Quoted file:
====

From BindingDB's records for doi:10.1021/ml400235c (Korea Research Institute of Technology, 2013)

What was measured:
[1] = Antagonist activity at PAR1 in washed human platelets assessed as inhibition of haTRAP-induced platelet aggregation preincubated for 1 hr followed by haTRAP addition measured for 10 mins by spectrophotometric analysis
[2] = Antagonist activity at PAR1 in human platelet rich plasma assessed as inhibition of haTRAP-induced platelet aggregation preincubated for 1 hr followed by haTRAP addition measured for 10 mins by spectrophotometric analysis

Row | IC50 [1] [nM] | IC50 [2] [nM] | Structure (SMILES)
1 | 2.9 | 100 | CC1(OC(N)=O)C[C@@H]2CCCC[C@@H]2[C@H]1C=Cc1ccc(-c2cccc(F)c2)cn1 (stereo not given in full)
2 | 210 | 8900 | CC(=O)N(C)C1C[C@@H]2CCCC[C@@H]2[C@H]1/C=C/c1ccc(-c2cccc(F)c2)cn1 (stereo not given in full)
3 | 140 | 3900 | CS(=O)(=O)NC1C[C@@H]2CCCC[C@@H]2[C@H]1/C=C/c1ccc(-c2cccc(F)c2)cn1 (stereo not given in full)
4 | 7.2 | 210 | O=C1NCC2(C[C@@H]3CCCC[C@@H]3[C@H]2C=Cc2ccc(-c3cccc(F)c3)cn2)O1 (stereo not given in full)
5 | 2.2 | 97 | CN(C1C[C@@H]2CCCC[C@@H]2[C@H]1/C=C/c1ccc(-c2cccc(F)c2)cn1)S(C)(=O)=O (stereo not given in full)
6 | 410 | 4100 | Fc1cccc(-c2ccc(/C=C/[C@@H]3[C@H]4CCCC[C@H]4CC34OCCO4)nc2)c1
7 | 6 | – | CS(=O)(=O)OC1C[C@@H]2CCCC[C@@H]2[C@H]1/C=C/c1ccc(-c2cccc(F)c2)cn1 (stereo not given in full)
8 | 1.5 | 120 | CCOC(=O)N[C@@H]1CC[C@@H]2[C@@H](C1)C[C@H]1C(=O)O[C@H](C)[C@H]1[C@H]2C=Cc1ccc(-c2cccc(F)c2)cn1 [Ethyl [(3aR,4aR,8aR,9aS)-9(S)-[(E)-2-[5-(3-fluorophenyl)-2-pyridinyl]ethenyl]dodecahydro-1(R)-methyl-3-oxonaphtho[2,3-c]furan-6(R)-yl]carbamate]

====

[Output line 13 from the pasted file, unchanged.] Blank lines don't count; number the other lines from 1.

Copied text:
8 | 1.5 | 120 | CCOC(=O)N[C@@H]1CC[C@@H]2[C@@H](C1)C[C@H]1C(=O)O[C@H](C)[C@H]1[C@H]2C=Cc1ccc(-c2cccc(F)c2)cn1 [Ethyl [(3aR,4aR,8aR,9aS)-9(S)-[(E)-2-[5-(3-fluorophenyl)-2-pyridinyl]ethenyl]dodecahydro-1(R)-methyl-3-oxonaphtho[2,3-c]furan-6(R)-yl]carbamate]